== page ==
Wednesday 4 October 11:30 - 12:00, Green room
Dhia Mahjoub (Cisco Umbrella (OpenDNS))
Jason Passwaters (Intel471)
The money spent defending against cybercrime increases enormously year after year. Yet, cybercrime is a growing multi-trillion-dollar industry that has surpassed even the illicit drug trade. You would think there would be an inverse relationship between spend to defend and cybercrime profits, but evidently this is not the case.
In traditional warfare, an understanding of the adversary is required before a commander can make battlefield decisions. It’s about impacting the enemy. It’s 2017 and our decisions are having little overall impact because we don’t understand our adversary as well as we should. It’s time we started getting to know our enemies so that we can have real impact and make it cost-prohibitive for them to operate.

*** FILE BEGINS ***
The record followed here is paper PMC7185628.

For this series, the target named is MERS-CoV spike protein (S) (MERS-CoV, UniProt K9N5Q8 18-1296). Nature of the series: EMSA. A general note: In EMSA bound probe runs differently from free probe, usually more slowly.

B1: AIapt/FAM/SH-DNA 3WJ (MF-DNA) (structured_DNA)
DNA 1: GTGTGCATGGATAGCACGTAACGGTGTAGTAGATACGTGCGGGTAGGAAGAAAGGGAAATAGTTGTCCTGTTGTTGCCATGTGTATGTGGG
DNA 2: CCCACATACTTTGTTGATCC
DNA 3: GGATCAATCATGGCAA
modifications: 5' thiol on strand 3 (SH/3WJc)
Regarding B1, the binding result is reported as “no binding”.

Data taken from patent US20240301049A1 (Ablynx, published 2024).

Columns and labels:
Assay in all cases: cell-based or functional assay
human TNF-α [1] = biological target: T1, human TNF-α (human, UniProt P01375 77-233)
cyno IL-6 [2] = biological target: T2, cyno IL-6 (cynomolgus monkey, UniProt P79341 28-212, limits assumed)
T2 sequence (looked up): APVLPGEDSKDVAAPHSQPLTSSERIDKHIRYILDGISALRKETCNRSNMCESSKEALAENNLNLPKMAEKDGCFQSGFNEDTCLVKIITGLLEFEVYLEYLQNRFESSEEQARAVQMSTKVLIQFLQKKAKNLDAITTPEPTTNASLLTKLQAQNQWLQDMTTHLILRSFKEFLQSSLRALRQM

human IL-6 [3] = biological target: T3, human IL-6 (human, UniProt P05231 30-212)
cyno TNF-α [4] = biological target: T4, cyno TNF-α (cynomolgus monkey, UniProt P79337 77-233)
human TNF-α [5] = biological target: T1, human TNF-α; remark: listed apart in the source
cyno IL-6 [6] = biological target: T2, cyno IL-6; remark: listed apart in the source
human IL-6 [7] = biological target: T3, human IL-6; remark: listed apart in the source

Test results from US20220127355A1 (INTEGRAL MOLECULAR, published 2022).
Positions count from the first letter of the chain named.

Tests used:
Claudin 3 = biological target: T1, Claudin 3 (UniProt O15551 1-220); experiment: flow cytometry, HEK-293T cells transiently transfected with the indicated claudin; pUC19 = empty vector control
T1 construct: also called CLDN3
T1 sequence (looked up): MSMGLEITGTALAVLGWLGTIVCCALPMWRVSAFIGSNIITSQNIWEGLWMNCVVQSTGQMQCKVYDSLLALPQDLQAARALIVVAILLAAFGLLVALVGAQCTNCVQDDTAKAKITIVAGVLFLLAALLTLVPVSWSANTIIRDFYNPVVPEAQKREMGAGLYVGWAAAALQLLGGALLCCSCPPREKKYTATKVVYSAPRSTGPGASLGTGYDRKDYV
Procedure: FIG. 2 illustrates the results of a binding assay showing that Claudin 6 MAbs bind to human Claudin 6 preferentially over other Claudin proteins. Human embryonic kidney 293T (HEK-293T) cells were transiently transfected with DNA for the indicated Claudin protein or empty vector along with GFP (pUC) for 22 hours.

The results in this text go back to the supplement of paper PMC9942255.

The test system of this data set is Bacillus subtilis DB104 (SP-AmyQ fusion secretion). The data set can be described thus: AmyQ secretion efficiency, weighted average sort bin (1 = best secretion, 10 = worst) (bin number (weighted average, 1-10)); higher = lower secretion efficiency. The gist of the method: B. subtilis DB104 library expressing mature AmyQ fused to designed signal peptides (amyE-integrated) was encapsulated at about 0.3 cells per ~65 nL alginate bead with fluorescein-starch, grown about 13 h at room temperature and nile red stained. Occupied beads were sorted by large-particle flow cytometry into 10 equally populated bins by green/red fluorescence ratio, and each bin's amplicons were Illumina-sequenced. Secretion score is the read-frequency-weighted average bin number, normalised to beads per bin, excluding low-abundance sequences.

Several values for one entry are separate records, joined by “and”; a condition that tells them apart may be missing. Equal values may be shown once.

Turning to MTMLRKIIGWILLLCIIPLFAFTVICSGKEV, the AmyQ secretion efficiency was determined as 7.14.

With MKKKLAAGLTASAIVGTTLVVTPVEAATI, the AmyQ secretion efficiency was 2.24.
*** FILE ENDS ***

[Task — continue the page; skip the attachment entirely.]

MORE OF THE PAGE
Our talk will detail multiple sophisticated Eastern European bulletproof hosting (BPH) operations, which are the key enabler of long-lasting, large-scale, and profitable cybercrime campaigns. We’ll discuss their history, networks/ASNs, the actors operating them, their front companies, relationships with other bulletproof hosters, underground marketplace dynamics related to bulletproof hosting, and more. This research is based on exclusive access to vetted closed underground forums and large-scale analysis of network traffic and telemetry. We will demonstrate the importance of both network-centric and actor-centric perspectives to reveal the intricacies of BPH and its close ties to cybercrime at large. Whether you are a security researcher, a threat intelligence analyst, or involved in law enforcement, join us in this talk to understand how BPH works and ultimately how to identify potential pain points where your actions can have real impact.